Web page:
What is Oral Hygiene?
Wikipedia, the free encyclopedia says, Oral hygiene is the practice of keeping one’s mouth clean and free of disease and other problems (e.g. bad breath) by regular brushing of the teeth (dental hygiene) and cleaning between the teeth. It is important that oral hygiene be carried out on a regular basis to enable prevention of dental disease and bad breath.
The most common types of dental disease are tooth decay (cavities, dental caries) and gum diseases, including gingivitis, and periodontitis.
Recommended Cleaning Of Teeth
General guidelines suggest brushing twice a day: after breakfast and before going to bed, but ideally the mouth would be cleaned after every meal.
Routine tooth brushing is the principal method of preventing many oral diseases, and perhaps the most important activity an individual can practice to reduce plaque buildup. Controlling plaque reduces the risk of the individual suffering from plaque-associated diseases such as gingivitis, periodontitis, and caries – the three most common oral diseases.
The average brushing time for individuals is between 30 seconds and just over 60 seconds. Many oral health care professionals agree that tooth brushing should be done for a minimum of two minutes, and be practiced at least twice a day. Brushing for at least two minutes per session is optimal for preventing the most common oral diseases, and removes considerably more plaque than brushing for only 45 seconds
Toothbrushing can only clean to a depth of about 1.5 mm inside the gingival pockets, but a sustained regime of plaque removal above the gum line can affect the ecology of the microbes below the gums and may reduce the number of pathogens in pockets up to 5 mm in depth.
Toothpaste (dentifrice) with fluoride is an important tool to readily use when tooth brushing. The fluoride in the dentifrice is an important protective factor against caries, and an important supplement needed to remineralize already affected enamel.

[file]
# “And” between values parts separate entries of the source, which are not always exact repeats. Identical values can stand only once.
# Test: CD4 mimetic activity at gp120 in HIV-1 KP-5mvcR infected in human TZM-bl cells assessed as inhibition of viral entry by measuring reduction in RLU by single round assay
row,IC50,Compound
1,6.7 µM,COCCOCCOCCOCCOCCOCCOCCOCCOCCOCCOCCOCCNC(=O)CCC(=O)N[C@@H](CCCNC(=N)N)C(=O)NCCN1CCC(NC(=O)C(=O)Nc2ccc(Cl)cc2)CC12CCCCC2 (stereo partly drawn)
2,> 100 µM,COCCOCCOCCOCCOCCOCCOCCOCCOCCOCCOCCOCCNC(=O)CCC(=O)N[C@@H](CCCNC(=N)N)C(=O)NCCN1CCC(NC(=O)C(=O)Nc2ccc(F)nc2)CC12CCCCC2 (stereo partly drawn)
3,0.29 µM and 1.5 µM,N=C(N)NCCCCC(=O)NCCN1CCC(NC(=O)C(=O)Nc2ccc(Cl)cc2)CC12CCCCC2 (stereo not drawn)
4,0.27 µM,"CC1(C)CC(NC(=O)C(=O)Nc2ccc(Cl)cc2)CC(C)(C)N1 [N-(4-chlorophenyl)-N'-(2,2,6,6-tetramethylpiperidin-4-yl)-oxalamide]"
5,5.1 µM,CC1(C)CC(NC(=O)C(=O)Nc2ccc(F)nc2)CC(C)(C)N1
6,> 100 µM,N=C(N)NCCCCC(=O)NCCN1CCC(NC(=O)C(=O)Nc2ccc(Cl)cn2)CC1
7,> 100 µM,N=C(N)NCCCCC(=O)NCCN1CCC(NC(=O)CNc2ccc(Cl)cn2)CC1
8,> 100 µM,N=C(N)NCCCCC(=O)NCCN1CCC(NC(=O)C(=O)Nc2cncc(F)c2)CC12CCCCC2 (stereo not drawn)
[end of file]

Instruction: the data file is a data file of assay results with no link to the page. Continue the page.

However, in terms of preventing gum disease, the use of toothpaste does not increase the effectiveness of the activity with respect to the amount of plaque removed.
Cleaning between the teeth is called interdental cleaning and is as important as tooth brushing. This is because a toothbrush cannot reach between the teeth and therefore only removes about 50% of plaque from the surface of the teeth. There are many tools to clean between the teeth, including floss and interdental brushes; it is up to each individual to choose which tool they prefer to use.
Since tooth brushing alone will not remove plaque from all surfaces of the tooth as 40% of the surfaces are interdental. One technique that can be used to access these areas is dental floss. When the proper technique is used, flossing can remove plaque and food particles from between the teeth and below the gums. The American Dental Association (ADA) reports that up to 80% of plaque may be removed by this method. The ADA recommends cleaning between the teeth as part of one’s daily oral hygiene regime.
Sometimes white or straight teeth are associated with oral hygiene. However, a hygienic mouth can have stained teeth or crooked teeth. To improve the appearance of their teeth, people may use tooth whitening treatments and orthodontics.
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